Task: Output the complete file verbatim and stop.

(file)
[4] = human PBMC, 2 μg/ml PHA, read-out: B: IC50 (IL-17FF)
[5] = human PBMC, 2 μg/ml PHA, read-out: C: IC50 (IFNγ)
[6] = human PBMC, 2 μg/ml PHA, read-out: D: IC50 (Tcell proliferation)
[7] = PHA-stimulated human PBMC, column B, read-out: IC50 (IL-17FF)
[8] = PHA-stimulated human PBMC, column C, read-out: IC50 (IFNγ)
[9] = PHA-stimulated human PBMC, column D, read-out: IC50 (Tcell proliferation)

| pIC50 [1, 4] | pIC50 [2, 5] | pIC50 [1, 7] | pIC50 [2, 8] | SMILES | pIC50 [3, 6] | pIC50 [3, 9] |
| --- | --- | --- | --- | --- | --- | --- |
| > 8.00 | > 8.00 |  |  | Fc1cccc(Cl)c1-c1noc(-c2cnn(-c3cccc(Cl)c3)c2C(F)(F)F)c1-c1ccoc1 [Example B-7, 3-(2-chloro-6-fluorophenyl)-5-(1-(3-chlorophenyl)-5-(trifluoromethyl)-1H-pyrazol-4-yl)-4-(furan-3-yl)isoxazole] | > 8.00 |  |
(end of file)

[4] = human PBMC, 2 μg/ml PHA, read-out: B: IC50 (IL-17FF)
[5] = human PBMC, 2 μg/ml PHA, read-out: C: IC50 (IFNγ)
[6] = human PBMC, 2 μg/ml PHA, read-out: D: IC50 (Tcell proliferation)
[7] = PHA-stimulated human PBMC, column B, read-out: IC50 (IL-17FF)
[8] = PHA-stimulated human PBMC, column C, read-out: IC50 (IFNγ)
[9] = PHA-stimulated human PBMC, column D, read-out: IC50 (Tcell proliferation)

| pIC50 [1, 4] | pIC50 [2, 5] | pIC50 [1, 7] | pIC50 [2, 8] | SMILES | pIC50 [3, 6] | pIC50 [3, 9] |
| --- | --- | --- | --- | --- | --- | --- |
| > 8.00 | > 8.00 |  |  | Fc1cccc(Cl)c1-c1noc(-c2cnn(-c3cccc(Cl)c3)c2C(F)(F)F)c1-c1ccoc1 [Example B-7, 3-(2-chloro-6-fluorophenyl)-5-(1-(3-chlorophenyl)-5-(trifluoromethyl)-1H-pyrazol-4-yl)-4-(furan-3-yl)isoxazole] | > 8.00 |  |